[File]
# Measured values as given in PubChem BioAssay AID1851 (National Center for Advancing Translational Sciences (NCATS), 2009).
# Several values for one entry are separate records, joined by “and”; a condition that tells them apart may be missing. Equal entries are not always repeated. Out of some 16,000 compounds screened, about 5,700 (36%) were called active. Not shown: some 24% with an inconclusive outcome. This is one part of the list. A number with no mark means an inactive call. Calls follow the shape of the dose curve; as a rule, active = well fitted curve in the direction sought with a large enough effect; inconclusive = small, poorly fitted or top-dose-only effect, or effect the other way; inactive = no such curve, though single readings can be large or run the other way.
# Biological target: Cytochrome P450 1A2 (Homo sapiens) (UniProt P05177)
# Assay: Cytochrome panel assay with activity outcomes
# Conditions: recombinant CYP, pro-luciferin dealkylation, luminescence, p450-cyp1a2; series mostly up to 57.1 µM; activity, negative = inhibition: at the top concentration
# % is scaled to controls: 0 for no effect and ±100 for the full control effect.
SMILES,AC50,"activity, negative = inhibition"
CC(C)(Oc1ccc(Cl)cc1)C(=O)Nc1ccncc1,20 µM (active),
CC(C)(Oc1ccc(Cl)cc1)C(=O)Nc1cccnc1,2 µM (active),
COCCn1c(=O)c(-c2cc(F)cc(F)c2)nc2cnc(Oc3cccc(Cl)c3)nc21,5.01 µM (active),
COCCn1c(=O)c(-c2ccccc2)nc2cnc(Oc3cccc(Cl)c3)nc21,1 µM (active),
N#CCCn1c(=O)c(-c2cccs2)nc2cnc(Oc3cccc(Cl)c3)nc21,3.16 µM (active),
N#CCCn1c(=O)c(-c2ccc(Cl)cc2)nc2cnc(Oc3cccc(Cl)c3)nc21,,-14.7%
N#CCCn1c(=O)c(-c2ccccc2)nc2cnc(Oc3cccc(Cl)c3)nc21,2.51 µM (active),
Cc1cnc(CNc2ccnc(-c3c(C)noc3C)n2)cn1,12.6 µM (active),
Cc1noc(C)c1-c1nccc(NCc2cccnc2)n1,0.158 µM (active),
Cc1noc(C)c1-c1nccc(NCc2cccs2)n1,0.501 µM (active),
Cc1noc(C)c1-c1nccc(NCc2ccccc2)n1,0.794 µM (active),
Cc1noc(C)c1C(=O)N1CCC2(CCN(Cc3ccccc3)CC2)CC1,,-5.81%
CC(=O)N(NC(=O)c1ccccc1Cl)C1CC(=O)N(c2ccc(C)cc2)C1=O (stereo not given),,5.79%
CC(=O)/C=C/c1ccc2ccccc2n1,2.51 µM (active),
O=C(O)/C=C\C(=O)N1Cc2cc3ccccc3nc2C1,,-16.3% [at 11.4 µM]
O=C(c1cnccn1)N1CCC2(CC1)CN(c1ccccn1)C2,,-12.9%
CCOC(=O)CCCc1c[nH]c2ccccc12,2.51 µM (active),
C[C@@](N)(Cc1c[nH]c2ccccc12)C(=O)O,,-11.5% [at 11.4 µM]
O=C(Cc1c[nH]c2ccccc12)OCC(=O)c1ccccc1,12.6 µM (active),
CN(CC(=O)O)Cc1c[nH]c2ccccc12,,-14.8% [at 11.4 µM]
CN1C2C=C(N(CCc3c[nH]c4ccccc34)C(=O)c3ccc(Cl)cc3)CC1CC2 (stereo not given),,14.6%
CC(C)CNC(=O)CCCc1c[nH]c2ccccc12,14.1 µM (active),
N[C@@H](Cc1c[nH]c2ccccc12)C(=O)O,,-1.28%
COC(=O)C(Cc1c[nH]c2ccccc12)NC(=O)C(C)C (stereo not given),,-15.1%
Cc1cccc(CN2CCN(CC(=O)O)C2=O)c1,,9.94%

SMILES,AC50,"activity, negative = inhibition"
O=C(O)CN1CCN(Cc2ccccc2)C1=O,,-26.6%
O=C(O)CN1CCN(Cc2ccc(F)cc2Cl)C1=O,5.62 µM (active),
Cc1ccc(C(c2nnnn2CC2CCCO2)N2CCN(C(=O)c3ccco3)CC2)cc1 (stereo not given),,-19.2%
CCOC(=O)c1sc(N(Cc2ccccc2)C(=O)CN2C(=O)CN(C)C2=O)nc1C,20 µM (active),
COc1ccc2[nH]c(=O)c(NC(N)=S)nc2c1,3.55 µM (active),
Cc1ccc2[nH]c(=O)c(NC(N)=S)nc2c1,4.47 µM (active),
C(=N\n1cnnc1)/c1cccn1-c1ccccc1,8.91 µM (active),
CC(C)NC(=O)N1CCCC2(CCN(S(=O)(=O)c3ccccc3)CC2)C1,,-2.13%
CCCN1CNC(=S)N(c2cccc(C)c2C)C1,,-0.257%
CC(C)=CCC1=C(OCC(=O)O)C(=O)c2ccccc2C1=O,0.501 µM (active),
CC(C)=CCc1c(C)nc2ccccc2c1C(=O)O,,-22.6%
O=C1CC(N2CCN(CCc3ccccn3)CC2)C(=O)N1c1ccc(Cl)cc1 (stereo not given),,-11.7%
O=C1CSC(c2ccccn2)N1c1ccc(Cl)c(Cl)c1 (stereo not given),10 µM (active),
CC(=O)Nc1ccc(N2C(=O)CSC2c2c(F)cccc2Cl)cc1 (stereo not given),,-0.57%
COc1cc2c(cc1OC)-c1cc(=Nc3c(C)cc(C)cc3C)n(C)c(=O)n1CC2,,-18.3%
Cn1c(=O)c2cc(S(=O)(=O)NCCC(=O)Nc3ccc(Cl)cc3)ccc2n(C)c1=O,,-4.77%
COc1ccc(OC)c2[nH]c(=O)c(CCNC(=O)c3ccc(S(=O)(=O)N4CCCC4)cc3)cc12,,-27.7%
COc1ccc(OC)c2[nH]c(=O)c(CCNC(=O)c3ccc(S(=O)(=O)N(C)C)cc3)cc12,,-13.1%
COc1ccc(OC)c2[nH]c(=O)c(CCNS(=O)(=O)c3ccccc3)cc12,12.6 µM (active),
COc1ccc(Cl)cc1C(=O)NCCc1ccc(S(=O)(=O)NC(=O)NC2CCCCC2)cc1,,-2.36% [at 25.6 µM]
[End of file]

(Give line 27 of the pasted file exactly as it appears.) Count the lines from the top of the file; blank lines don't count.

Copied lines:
CN(CC(=O)O)Cc1c[nH]c2ccccc12,,-14.8% [at 11.4 µM]